Patent regulations: Laws concerning patents are mainly at disposal of those who made a new invention and want to make sure that the invention will be certified as the property of the inventor. Like copyrights, patents have a term and they usually expire after 20 years.
Trademark regulations: As the term suggests, what is protected by trademark regulations is a trademark. This can be a logo, a signature, a phrase, word or symbol.
How does Copyright (or author’s right) protect intellectual property?
Copyrights are often referred to as exclusive rights that establish the creator and others authorized by the creator of an original work as the lawful owners of the intellectual property. Once an original intellectual property is protected by copyright laws, unauthorized people, companies and organizations can no longer sell, distribute, adapt or make profit from the given intellectual property without asking the permission of the original owners selling transfer of copyrights.
What are the privileges of owning copyright?
Owning a copyright for an original intellectual property is probably one of the smartest things any creator, in our case freelancers, can probably do. Some of the privileges of being the owner of a copyright are;
- A public record that you own the IP
- Presuming to own the IP after the renewal of a copyright
- Ability to take effective legal action in case of pirating and copyright infringements
- Being fit for statutory damages, lawyer’s costs and costs of suit in case of a court case
- Preventing the loss of a potential profit that you can make from your IP
What are your options concerning copyrights as a freelancer?
As a freelancer, the future of your works and creations depend on your relationship with people you work with and people whose projects you are working for. Instead of passively accepting a contract that you think will be harmful for your freelance operations in the future, you can always try negotiating, expressing your needs and intentions and make sure that you and your client for the project you are taking up are on the same page.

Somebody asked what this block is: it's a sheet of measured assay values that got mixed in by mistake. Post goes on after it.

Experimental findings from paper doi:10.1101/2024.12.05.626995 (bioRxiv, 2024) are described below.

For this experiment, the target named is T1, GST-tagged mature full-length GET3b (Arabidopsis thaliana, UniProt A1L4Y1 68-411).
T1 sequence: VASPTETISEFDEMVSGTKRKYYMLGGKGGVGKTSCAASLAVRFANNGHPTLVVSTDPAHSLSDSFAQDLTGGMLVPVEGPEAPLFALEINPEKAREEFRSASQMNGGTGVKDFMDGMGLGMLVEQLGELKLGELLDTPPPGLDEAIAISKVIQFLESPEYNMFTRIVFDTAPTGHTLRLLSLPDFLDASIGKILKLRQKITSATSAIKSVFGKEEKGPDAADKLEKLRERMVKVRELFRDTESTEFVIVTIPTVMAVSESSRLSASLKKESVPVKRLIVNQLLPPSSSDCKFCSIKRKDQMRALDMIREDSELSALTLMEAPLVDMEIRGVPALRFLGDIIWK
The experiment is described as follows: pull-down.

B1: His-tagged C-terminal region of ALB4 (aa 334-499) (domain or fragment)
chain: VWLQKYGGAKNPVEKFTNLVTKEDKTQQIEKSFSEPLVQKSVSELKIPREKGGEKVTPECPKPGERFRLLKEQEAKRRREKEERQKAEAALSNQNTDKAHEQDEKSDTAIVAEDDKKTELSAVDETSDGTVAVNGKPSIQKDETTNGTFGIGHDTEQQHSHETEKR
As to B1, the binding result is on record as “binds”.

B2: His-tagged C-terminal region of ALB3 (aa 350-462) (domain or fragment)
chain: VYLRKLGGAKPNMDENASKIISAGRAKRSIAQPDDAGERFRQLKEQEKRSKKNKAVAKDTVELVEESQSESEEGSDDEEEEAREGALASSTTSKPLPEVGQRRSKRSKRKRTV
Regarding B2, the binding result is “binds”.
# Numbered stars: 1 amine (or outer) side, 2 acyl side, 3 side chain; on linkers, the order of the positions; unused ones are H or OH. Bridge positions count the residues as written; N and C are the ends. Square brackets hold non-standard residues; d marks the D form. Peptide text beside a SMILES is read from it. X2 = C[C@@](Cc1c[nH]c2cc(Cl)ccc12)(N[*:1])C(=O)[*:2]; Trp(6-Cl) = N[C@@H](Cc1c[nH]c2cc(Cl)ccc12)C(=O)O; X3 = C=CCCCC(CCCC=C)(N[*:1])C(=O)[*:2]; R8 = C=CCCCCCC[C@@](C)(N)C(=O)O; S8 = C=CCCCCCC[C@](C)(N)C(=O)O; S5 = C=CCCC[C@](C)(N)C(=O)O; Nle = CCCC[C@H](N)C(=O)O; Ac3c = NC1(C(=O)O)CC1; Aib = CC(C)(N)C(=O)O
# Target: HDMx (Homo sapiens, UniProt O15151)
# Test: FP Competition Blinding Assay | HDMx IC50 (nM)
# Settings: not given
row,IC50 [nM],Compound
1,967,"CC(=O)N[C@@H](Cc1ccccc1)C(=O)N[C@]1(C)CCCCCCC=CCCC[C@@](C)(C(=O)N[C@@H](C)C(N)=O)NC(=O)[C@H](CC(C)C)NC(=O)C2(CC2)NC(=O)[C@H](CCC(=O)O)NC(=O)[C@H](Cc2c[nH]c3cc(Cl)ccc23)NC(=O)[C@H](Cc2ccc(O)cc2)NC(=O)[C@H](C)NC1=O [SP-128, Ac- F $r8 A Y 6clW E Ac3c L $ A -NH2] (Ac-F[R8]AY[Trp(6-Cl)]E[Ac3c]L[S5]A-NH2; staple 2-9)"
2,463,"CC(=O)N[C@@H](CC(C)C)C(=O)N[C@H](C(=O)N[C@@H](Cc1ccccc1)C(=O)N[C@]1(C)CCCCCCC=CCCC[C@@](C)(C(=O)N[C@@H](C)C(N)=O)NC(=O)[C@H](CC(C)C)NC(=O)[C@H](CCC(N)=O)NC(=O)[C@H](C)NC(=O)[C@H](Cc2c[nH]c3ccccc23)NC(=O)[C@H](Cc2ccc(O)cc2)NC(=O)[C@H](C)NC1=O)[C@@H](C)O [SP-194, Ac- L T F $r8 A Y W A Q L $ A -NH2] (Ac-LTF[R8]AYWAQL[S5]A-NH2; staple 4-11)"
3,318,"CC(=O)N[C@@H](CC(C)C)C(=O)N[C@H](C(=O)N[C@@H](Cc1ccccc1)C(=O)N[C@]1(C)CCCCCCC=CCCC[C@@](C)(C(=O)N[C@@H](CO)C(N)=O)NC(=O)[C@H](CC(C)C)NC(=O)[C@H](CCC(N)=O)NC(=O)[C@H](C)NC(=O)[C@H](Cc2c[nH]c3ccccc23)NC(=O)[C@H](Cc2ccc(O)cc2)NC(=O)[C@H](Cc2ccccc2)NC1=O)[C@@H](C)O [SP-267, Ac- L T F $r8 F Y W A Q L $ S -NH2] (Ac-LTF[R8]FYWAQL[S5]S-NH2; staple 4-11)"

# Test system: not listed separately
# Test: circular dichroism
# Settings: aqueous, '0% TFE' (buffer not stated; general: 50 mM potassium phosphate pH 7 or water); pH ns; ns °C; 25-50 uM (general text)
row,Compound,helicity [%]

Apart from this, you can discuss adding some clauses to your freelance service agreement that will suit your needs and protect your rights as the creator of the work. Some of the rights that come along with certain clauses can be first and second serial rights as well as one-time rights, all rights and subsidiary rights.
What are the first serial rights?
First serial rights are rights that make sure a section of a given work is published by a magazine, journal or website before publication. Having said this we should also mention that in some cases first serial rights can be specific to a certain country or region. For example, a writer can grant first serial rights to a specific magazine in Europe or Asia only.
What about the second serial rights?
The second serial rights are also known as reprint rights. Being non-exclusive rights, second serial rights are about publishing a piece of work multiple times after the initial publication. Suffice to say that the second serial rights can be given to multiple publishers.
How to protect your intellectual property
Apart from copyrighting arrangements, there are other ways that can help you protect your intellectual property. Here is some advice that you can follow to protect your intellectual property further:
- Try avoiding joint partnership if you can
- Get copyrights, patents or trademarks
- Make sure you register the name of a business, domain or product
- Secure the business arrangement through the appropriate type of agreement.
- Based on your needs some of the available options are non-disclosure agreement, confidential disclosure agreement, proprietary information agreement and secrecy agreement
Including terms about copyrights in freelance contract
While we were discussing the options of freelancers concerning copyrights and intellectual property we underlined that one can secure their position in a freelance business agreement by adding certain clauses and terms to the freelance contract.
Terms that will clarify the boundary between you and your employer concerning the rights ownership, selling, distribution and publication will make you avoid further confusion and enable you to assess whether the faith of your original work is at your expense and if yes to what extent.
Communicating copyrights clearly
Communication to the public or communication of copyrights is a tricky subject that has great regional and national variances. Broadly speaking, we can say that this legal term signifies the border between the use of a copyright material that has legal relevance and a material that has not.
Communication to the public defines who the audience is, what is private and what is public within the context of IP regulations. After registering your copyright make sure that you understand how the issue of communication to the public works where you live. This is when consulting an intellectual property lawyer can actually be a life-saver.